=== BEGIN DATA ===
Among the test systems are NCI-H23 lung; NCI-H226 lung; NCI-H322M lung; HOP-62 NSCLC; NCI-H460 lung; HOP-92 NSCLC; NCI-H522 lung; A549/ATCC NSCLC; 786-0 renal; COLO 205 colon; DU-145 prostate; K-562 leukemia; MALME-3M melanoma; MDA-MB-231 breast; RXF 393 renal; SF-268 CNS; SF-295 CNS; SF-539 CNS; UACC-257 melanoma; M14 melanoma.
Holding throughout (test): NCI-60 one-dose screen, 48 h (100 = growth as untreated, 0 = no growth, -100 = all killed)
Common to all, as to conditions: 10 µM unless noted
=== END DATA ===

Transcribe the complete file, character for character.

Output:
Among the test systems are NCI-H23 lung; NCI-H226 lung; NCI-H322M lung; HOP-62 NSCLC; NCI-H460 lung; HOP-92 NSCLC; NCI-H522 lung; A549/ATCC NSCLC; 786-0 renal; COLO 205 colon; DU-145 prostate; K-562 leukemia; MALME-3M melanoma; MDA-MB-231 breast; RXF 393 renal; SF-268 CNS; SF-295 CNS; SF-539 CNS; UACC-257 melanoma; M14 melanoma.
Holding throughout (test): NCI-60 one-dose screen, 48 h (100 = growth as untreated, 0 = no growth, -100 = all killed)
Common to all, as to conditions: 10 µM unless noted